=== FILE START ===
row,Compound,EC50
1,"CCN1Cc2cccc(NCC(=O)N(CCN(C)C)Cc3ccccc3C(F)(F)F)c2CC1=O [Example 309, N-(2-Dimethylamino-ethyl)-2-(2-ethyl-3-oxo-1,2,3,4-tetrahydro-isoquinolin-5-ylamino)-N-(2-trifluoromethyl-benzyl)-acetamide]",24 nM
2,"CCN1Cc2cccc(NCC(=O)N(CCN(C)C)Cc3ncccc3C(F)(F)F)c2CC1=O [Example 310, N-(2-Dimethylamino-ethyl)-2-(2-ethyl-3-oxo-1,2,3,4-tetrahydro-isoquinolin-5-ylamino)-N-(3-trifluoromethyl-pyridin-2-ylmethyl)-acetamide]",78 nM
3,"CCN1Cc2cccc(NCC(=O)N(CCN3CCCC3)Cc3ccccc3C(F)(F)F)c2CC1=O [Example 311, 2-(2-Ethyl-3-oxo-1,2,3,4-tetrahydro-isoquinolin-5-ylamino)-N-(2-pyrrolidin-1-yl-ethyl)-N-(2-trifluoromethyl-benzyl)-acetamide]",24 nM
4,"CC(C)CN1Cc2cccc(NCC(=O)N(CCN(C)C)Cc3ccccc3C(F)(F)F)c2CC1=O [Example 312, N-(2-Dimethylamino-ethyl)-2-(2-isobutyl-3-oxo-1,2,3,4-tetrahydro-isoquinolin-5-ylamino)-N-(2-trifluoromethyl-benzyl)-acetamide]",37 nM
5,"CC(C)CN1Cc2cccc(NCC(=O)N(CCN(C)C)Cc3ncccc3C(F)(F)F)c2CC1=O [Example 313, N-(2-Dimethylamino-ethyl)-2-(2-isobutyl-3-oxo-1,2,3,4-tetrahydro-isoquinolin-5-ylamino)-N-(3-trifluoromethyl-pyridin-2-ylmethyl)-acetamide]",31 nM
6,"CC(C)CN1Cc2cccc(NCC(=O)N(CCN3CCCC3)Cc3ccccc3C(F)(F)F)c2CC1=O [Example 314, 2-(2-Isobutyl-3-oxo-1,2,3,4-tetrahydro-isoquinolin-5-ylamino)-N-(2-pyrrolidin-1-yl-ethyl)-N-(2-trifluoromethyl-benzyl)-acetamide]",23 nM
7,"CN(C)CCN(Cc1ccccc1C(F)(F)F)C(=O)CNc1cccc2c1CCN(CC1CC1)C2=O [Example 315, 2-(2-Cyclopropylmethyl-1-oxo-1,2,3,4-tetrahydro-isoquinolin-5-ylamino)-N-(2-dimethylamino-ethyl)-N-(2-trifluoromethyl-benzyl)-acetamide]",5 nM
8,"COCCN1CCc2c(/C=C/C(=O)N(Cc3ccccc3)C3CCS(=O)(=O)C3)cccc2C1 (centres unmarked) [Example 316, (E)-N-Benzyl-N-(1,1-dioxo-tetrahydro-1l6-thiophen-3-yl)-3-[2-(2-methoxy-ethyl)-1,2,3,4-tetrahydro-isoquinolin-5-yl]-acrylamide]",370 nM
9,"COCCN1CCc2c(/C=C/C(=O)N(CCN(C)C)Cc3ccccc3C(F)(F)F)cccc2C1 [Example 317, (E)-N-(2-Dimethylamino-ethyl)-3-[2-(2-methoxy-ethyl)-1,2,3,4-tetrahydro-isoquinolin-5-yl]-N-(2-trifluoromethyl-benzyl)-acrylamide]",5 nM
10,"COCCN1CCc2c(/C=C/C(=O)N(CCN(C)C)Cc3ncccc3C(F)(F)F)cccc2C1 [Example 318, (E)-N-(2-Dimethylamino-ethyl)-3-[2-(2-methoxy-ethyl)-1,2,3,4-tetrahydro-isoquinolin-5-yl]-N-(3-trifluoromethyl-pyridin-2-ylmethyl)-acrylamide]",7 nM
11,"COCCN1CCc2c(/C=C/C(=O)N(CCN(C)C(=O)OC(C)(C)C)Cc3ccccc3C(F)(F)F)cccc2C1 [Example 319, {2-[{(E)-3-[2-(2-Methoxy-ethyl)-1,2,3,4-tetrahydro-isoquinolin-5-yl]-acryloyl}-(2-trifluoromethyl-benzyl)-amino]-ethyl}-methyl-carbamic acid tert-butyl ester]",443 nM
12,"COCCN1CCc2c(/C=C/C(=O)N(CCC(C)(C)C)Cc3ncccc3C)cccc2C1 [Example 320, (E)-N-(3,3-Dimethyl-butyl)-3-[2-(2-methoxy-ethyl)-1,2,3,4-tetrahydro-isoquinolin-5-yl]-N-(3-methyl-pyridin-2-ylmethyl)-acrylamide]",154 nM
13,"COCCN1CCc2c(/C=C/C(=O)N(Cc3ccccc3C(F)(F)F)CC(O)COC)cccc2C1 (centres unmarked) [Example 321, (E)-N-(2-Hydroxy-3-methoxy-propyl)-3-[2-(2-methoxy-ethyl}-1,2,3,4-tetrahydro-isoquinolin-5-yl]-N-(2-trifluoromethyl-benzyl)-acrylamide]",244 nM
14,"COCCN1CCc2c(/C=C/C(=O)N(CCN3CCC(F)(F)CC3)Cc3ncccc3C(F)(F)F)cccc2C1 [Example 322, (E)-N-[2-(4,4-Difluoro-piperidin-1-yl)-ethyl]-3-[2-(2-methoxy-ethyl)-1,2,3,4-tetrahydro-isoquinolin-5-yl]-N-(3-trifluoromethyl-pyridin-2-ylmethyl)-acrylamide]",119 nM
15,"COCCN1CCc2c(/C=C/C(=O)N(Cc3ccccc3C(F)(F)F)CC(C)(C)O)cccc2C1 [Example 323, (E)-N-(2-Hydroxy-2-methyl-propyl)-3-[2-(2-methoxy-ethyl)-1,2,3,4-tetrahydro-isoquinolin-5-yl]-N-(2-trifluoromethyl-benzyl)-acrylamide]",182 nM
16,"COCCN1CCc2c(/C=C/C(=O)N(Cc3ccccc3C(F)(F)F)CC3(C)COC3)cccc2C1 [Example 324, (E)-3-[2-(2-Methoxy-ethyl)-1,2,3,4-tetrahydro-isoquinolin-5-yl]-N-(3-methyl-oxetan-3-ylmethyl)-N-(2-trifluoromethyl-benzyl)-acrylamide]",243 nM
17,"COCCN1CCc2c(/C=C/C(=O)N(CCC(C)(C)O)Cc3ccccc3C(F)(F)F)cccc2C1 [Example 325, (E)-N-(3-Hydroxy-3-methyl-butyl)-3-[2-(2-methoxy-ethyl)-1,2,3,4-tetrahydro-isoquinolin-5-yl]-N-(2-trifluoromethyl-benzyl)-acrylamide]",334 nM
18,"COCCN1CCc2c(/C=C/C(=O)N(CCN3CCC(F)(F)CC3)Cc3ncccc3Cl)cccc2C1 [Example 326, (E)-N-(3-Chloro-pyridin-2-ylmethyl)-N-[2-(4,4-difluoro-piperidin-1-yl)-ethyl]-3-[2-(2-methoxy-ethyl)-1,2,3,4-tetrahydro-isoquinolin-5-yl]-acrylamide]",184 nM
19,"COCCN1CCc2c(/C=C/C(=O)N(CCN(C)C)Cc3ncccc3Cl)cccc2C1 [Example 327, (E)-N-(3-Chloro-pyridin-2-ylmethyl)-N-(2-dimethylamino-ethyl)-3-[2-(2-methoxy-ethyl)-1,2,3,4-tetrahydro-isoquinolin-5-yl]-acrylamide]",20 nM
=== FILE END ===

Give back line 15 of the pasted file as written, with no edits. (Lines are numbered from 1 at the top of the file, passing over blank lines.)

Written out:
14,"COCCN1CCc2c(/C=C/C(=O)N(CCN3CCC(F)(F)CC3)Cc3ncccc3C(F)(F)F)cccc2C1 [Example 322, (E)-N-[2-(4,4-Difluoro-piperidin-1-yl)-ethyl]-3-[2-(2-methoxy-ethyl)-1,2,3,4-tetrahydro-isoquinolin-5-yl]-N-(3-trifluoromethyl-pyridin-2-ylmethyl)-acrylamide]",119 nM